We have heard a lot about trust and empowerment; now is the time to ‘walk the talk’!
As organisations consider when people can return to the office and how they will operate in the post-Covid future they have a perfect opportunity to increase choice and flexibility for their employees. It is one that should not be missed.
For well over 50 years research has consistently shown that choice and autonomy are linked to high levels of motivation. Having a sense of control over our own lives has powerful benefits for our mental wellbeing, energy, and engagement with all facets of our lives. Match this with a purpose we can buy into, and space to learn and grow, and we create conditions within which people will reach their potential and maximise their contribution.
A recent survey in one client organisation backs this up. People were asked to comment in free text form on which aspects of their remote working experience they would like to retain when things return to normal. The one word that came out a massive ten times more than any other was ‘flexibility’.
Pre-Covid, despite the proven benefits of maximising autonomy, many organisations had continued to straight-jacket their employees with rigid rules about where, when and how they work. The pandemic has proven once and for all that, for most this is simply not necessary. As a general rule, people are intrinsically motivated to do a good job and are best placed to work out how they can achieve their objectives within the context of their own varied lives. Given increased flexibility, the positive impact on individual wellbeing and engagement pays dividends for performance and productivity. Leaders can now offer this, safe in the knowledge that the vast majority will use it wisely. It is a true win:win for both employer and employee.
In some cases, there will be valid business reasons why full autonomy can’t be given and that’s fine. But let the starting point be to give as much flexibility as possible and let parameters be set by guiding principles and values where practicable, rather than through rigid rules. Most people are capable of understanding that their choices will have to take account of the needs of the business and their team and will recognise that sometimes they may need to compromise.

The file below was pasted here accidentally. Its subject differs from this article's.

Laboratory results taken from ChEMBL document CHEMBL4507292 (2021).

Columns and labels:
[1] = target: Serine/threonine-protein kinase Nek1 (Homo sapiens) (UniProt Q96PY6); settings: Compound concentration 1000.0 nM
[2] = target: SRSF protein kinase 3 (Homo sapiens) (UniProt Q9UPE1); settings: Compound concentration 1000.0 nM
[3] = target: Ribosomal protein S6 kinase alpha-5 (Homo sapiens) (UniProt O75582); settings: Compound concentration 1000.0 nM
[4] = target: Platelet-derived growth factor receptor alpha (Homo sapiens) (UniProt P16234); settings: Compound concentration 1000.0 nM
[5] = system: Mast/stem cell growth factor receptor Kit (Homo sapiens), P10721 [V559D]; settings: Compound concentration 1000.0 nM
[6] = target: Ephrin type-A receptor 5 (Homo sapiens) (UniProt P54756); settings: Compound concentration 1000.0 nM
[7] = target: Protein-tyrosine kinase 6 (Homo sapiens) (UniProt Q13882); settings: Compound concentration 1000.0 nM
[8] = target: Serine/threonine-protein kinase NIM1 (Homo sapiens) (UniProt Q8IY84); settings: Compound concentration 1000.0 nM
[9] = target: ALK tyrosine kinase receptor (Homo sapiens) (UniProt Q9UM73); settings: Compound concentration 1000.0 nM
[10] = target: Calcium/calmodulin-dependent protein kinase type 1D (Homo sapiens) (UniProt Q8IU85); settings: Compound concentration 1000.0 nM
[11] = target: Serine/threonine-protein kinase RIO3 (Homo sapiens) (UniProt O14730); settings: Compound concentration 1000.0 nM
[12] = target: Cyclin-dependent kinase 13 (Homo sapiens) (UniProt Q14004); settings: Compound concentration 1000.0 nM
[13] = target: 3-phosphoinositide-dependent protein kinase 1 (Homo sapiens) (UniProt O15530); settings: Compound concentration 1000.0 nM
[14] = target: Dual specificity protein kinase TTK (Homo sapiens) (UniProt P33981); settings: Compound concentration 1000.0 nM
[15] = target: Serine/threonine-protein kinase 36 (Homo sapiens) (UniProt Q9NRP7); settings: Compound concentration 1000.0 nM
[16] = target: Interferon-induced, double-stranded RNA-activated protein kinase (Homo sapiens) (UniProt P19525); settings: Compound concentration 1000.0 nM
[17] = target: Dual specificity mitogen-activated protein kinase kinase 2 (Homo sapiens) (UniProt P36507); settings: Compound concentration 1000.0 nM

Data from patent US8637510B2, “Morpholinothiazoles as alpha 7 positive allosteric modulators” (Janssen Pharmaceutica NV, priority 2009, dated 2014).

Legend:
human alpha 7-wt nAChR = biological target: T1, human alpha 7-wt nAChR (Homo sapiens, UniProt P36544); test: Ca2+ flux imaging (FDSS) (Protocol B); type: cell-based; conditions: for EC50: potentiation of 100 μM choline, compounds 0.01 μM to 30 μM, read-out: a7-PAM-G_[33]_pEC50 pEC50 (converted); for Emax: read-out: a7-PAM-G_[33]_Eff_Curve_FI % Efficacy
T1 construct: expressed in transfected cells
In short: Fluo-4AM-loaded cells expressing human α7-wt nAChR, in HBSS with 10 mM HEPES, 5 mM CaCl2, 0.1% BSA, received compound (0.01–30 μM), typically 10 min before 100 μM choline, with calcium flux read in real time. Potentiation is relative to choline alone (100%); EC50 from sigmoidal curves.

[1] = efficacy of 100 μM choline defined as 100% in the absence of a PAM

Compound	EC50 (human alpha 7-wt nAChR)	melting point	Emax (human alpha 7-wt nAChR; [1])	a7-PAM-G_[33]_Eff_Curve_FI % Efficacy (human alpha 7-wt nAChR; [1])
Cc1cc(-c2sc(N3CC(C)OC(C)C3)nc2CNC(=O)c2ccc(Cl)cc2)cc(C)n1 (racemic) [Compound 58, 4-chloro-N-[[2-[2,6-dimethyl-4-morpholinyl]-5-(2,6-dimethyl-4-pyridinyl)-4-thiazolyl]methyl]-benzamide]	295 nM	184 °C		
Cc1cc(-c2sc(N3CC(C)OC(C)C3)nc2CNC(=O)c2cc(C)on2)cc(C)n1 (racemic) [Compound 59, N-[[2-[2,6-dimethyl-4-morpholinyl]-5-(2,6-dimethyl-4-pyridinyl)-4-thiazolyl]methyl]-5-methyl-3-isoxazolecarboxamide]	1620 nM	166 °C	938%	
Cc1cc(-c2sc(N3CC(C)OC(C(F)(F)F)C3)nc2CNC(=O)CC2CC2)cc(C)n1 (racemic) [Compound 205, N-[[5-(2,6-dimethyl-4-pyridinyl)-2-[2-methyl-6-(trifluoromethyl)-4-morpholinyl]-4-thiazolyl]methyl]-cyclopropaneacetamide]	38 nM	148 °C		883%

If there are some that exhibit an attitude of unreasonable entitlement rather than co-operative responsibility this is likely to manifest in objectives not being met and should be managed as an individual performance issue. Putting unnecessary constraints on the many in response to the recalcitrance of a few is likely to sacrifice the energised engagement and discretionary effort of the majority in exchange for begrudging compliance and minimum effort from all. Some will simply vote with their feet.
Treating people as trusted and respected adults breeds a culture of ownership and responsibility. Without this, organisations are unlikely to be able to recruit and develop the innovative, collaborative, and confident decision makers they will need if they are to have the agility and resilience to thrive in the volatile, complex digital age.
For senior leaders bearing ultimate accountability for results it can feel scary to relinquish some control, but the rewards of a trust-based culture are significant and may actually be a prerequisite for survival.